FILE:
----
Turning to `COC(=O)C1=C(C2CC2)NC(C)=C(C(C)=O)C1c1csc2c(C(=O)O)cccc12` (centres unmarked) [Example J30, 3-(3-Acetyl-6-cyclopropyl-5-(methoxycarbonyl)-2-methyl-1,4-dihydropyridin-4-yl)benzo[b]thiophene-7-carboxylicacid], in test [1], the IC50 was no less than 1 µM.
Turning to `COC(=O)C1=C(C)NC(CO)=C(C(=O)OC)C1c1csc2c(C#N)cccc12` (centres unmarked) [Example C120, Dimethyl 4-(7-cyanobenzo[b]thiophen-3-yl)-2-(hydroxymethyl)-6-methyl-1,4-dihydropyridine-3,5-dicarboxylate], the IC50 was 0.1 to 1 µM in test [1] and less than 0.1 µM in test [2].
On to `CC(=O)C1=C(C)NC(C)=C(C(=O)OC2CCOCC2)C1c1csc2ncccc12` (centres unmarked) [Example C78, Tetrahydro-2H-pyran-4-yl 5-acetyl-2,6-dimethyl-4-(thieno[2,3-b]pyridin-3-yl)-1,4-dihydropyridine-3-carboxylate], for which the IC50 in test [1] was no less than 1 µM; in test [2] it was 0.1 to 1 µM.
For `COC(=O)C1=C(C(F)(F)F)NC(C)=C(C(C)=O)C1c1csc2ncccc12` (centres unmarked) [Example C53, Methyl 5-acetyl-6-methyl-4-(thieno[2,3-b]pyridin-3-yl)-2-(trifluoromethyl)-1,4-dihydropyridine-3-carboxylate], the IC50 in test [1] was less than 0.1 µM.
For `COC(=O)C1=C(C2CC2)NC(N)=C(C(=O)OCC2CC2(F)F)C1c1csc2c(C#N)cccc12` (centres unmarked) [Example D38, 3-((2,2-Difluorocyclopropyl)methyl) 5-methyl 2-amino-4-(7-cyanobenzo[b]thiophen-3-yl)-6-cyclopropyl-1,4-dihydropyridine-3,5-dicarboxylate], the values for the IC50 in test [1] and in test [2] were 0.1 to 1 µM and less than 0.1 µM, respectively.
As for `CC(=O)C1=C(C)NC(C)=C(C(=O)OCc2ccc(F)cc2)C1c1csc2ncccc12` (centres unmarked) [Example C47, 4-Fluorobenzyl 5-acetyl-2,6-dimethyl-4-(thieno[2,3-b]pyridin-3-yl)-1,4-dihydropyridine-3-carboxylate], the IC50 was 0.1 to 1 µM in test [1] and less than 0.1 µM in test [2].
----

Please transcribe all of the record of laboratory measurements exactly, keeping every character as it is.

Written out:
Turning to `COC(=O)C1=C(C2CC2)NC(C)=C(C(C)=O)C1c1csc2c(C(=O)O)cccc12` (centres unmarked) [Example J30, 3-(3-Acetyl-6-cyclopropyl-5-(methoxycarbonyl)-2-methyl-1,4-dihydropyridin-4-yl)benzo[b]thiophene-7-carboxylicacid], in test [1], the IC50 was no less than 1 µM.
Turning to `COC(=O)C1=C(C)NC(CO)=C(C(=O)OC)C1c1csc2c(C#N)cccc12` (centres unmarked) [Example C120, Dimethyl 4-(7-cyanobenzo[b]thiophen-3-yl)-2-(hydroxymethyl)-6-methyl-1,4-dihydropyridine-3,5-dicarboxylate], the IC50 was 0.1 to 1 µM in test [1] and less than 0.1 µM in test [2].
On to `CC(=O)C1=C(C)NC(C)=C(C(=O)OC2CCOCC2)C1c1csc2ncccc12` (centres unmarked) [Example C78, Tetrahydro-2H-pyran-4-yl 5-acetyl-2,6-dimethyl-4-(thieno[2,3-b]pyridin-3-yl)-1,4-dihydropyridine-3-carboxylate], for which the IC50 in test [1] was no less than 1 µM; in test [2] it was 0.1 to 1 µM.
For `COC(=O)C1=C(C(F)(F)F)NC(C)=C(C(C)=O)C1c1csc2ncccc12` (centres unmarked) [Example C53, Methyl 5-acetyl-6-methyl-4-(thieno[2,3-b]pyridin-3-yl)-2-(trifluoromethyl)-1,4-dihydropyridine-3-carboxylate], the IC50 in test [1] was less than 0.1 µM.
For `COC(=O)C1=C(C2CC2)NC(N)=C(C(=O)OCC2CC2(F)F)C1c1csc2c(C#N)cccc12` (centres unmarked) [Example D38, 3-((2,2-Difluorocyclopropyl)methyl) 5-methyl 2-amino-4-(7-cyanobenzo[b]thiophen-3-yl)-6-cyclopropyl-1,4-dihydropyridine-3,5-dicarboxylate], the values for the IC50 in test [1] and in test [2] were 0.1 to 1 µM and less than 0.1 µM, respectively.
As for `CC(=O)C1=C(C)NC(C)=C(C(=O)OCc2ccc(F)cc2)C1c1csc2ncccc12` (centres unmarked) [Example C47, 4-Fluorobenzyl 5-acetyl-2,6-dimethyl-4-(thieno[2,3-b]pyridin-3-yl)-1,4-dihydropyridine-3-carboxylate], the IC50 was 0.1 to 1 µM in test [1] and less than 0.1 µM in test [2].